- Numeric values are unique to every row and data point. This doesn’t correlate to or relate to the data stored in another row. These are facts about a given transaction, such as total amount, order quantity, exact time, net profit, order ID, etc.
- Dimensional attribute values are not storing any data directly rather, they store foreign key values for the row in a dimensional table. Different rows in the center table will reference this information, such as data value, sales employee ID, branch office ID, product ID, etc.
Dimension tables always store supporting information from the fact table. Every dimensional table relates to the column of a fact table along with a dimensional value and stores additional data about that value.
Example: The employee dimension table uses employee ID as the key value and also contains information, such as name, gender, address, and phone number. Similarly, a product dimension table stores information, including product name, color, first date to the market, manufacture cost, etc.
How does a Snowflake Schema Work?
Think of a snowflake design with a center box and different connections through that box to different dots. To maintain data marts and data warehouses, snowflake schema design comes into the picture.
It is similar to the star schema but with minute changes. Unlike star schema, snowflake schema extends its sub-dimension tables, which are linked to dimension tables.
The primary purpose of this model is to normalize the denormalized information of the star model. This way, it can solve common issues associated with a star schema.
At the core of the schema, you will find a fact table that links with the information contained in dimension tables. These tables again radiate outwards to sub-dimension tables that have detailed information describing the dimension table information.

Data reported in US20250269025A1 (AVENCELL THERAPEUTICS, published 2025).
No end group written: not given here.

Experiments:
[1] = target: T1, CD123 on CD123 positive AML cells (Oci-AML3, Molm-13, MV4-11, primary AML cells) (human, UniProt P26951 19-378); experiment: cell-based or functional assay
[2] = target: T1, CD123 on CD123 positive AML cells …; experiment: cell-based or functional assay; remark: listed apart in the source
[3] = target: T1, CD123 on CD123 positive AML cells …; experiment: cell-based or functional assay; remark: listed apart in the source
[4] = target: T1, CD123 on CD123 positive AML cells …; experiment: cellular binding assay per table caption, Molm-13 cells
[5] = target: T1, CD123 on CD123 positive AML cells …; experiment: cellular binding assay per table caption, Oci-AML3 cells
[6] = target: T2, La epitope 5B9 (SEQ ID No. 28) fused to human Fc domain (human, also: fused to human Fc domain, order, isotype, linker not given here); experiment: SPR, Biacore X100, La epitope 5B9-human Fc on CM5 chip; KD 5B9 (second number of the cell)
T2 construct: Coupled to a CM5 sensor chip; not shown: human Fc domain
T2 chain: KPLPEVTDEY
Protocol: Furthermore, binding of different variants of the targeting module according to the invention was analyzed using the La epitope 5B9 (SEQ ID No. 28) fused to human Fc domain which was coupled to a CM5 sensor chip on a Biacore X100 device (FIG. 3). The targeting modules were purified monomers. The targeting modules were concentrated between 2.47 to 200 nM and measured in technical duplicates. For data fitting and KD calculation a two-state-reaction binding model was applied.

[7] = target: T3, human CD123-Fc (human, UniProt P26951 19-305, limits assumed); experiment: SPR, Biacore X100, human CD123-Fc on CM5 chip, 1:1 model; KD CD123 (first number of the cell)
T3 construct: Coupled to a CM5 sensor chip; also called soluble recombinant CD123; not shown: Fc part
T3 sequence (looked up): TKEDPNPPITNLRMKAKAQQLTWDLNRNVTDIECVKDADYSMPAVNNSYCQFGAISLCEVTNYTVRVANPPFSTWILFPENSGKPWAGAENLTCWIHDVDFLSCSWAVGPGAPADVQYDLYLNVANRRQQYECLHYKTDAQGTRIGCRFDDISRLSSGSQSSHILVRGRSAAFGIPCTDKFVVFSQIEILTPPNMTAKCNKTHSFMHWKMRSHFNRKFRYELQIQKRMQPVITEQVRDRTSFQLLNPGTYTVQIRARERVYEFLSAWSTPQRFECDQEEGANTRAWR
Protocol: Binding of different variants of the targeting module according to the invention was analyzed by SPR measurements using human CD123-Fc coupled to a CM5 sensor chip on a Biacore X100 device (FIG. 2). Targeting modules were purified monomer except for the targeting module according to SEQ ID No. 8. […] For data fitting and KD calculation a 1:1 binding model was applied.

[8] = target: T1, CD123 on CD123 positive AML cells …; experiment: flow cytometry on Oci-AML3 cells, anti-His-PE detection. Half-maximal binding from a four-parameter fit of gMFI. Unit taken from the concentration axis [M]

Example: The snowflake schema contains a sales fact table and store location, line, family, product, and time dimension tables. The market dimensions consist of two dimension tables, with the store as a primary dimension table and the store’s location as the sub-dimension table. The product dimension has three sub-dimension tables mentioning a product, line, and family sub-dimension table.
Star vs. Snowflake: Characteristics
Characteristics of Star Schema
- Star schema can filter data from normalized data to meet data warehousing needs. The unique key is generated from the associated information for each fact table to identify every row.
- It provides fast calculations and aggregations, such as the revenue of income gained and total items sold at the end of every month. These details can be filtered according to the needs by framing suitable queries.
- It is the measurement of events that includes finite number values consisting of the foreign key. These keys are related to the dimensional tables. There are various types of fact tables that are framed with values at an atomic level.
- The transaction fact table contains data on specific events, such as sales and holidays.
- Recording facts include given periods like account information at the end of the year or every quarter.
- The dimensional table gives detailed data on attributes or records found in the center table.
- The user is capable of own design a table according to the needs.
- You can use star schema to accumulate snapshot tables.
Characteristics of Snowflake Schema
- The snowflake schema needs small disk space.
- This model is easy to implement due to its separate and main dimension tables.
- The dimension tables contain at least two attributes to define information at multiple grains.
- Due to multiple tables, the performance is low as compared to the star schema.
- The snowflake schema has the highest data integrity level and low redundancies due to normalization.
Star vs. Snowflake: Advantages
Advantages of Star Schema
- Star schema is the simplest way among the data mart schemas.
- It has a simple reporting logic. This logic is implied dynamically.
- It’s designed using feeding cubes applied through the Online Transaction Process to make cubes work efficiently and effectively.
- Star schema is formed with simple logic and queries that are easy to extract from the transactional process.
- It offers enhanced performance for reporting applications.
- It’s deployed to control the quick recovery of data.
- The filtered and selected information can be applied easily in different cases.
Advantages of Snowflake Schema